This collection brings together some of the most significant and influential work by leading comparativist Peter Mair (1951–2011).
The selection ranges from considerations on the relevance of concept formation to the study of party systems and party organisations; and from reflections on the democratic legitimacy of the European Union to the future of party democracy.
Including frequently cited papers alongside lesser-known work, the writings collected in this volume attest to the broad scope and depth of Mair’s insights into comparative party politics, and the changing realities of party government. As such, they form an important and enduring contribution to the study of politics, and a fitting tribute to an inspirational and much-missed figure in the global political science community.
Edited and introduced by Ingrid van Biezen, with an intellectual portrait of Peter Mair by Stefano Bartolini and Hans Daalder.
'Peter Mair was undoubtedly one of the most influential figures in the comparative study of parties and party systems in the past quarter century. This volume – a suitable tribute to an intellectual giant in the field of comparative politics – draws together 25 of his most important contributions, and includes superb intellectual portraits by three of his closest colleagues: Stefano Bartolini, Hans Daalder and Ingrid van Biezen.'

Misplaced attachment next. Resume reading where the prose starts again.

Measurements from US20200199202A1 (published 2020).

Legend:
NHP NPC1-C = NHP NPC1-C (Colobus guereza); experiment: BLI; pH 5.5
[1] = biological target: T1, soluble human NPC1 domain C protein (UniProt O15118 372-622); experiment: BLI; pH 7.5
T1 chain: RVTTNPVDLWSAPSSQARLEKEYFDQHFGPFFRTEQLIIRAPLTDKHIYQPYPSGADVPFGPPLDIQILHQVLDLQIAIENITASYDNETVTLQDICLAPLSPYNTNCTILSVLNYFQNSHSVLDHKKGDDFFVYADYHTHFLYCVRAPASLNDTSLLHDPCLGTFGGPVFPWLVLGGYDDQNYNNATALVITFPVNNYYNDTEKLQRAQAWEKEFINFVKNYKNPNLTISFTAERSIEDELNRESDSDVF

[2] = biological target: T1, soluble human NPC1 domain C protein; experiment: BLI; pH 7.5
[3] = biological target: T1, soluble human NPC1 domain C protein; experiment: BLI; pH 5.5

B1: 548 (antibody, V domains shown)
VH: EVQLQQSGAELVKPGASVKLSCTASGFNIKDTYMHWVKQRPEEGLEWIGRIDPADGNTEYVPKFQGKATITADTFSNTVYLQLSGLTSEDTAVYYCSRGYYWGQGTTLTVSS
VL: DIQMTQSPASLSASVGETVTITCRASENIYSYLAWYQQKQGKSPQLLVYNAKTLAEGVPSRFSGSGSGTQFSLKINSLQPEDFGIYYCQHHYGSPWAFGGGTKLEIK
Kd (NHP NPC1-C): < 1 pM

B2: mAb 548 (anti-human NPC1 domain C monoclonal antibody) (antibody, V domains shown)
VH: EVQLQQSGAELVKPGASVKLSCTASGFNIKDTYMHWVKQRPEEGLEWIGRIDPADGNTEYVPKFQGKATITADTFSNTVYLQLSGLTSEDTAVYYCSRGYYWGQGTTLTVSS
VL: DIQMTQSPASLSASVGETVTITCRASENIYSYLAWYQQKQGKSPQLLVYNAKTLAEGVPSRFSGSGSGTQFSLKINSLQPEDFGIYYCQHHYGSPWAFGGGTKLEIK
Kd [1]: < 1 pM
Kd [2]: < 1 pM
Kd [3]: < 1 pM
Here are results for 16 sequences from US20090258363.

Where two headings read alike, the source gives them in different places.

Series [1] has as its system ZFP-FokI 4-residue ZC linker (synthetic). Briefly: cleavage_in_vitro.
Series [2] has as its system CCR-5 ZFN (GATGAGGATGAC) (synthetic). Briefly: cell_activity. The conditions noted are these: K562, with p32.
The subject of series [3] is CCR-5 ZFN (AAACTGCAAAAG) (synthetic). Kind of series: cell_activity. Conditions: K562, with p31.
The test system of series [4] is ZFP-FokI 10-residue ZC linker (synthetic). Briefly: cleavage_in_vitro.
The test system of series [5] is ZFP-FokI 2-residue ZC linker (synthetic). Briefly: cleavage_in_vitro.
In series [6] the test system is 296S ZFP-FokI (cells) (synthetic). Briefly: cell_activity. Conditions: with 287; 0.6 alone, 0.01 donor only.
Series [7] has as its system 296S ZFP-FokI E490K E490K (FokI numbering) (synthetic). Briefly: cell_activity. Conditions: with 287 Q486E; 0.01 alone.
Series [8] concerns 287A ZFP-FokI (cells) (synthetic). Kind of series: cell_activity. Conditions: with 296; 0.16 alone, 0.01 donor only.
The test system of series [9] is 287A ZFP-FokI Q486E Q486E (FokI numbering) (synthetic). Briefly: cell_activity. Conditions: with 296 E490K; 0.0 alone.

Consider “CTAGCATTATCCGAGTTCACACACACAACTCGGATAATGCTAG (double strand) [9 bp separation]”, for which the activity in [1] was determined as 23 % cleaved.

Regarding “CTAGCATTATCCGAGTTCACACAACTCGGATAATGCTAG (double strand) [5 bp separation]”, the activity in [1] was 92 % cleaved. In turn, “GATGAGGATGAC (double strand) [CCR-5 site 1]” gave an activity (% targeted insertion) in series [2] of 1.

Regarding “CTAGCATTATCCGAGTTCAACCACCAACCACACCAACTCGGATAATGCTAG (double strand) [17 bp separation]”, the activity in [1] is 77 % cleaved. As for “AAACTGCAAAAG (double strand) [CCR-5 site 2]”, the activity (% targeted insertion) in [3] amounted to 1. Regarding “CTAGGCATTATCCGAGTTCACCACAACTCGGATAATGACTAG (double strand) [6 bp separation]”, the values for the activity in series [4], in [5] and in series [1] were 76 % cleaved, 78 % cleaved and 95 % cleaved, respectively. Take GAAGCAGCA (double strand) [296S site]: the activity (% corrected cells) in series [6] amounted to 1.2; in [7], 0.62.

David Farrell, University College Dublin
'Peter Mair focused on building sophisticated political arguments, significantly linked to existing theoretical knowledge and often innovating it, solidly grounded in a detailed knowledge of cases and always open to revisions and refinement. Even in his most academically sophisticated analyses, Peter always started and eventually concluded with a reference to, and a concern for, important substantive political questions and their implications for citizens, leaders, and politics…
As most obituaries published shortly after his death have underlined, Peter made a great contribution to the development of succeeding generations of scholars. In the countless conferences, workshops and colloquia he organised, the participation of young, and often very young, scholars was always very significant.
He also did much to alert later generations to the contributions of earlier ones, as in his reader The West European Party Systems (1990), his constant confrontation with the work of earlier scholars in his chosen field of party studies, his bringing to light the unpublished work of Sartori, and his pressure on older scholars to put together a volume of their writings.
[Mair’s] willingness to devote time to read, comment, and help other people's work is witnessed by the frequency with which he was approached by the most different people.
[he was held in] immense esteem among those who knew, encountered or simply contacted him…
[this book] marks the stature of an intellectual who was certainly a leading scholar of party politics and European politics of the post-postwar generation, and whose work has been influential in the field for more than thirty years.'
Peter Mair Chair in Comparative Politics, European University Institute
Hans Daalder, Professor Emeritus, University of Leiden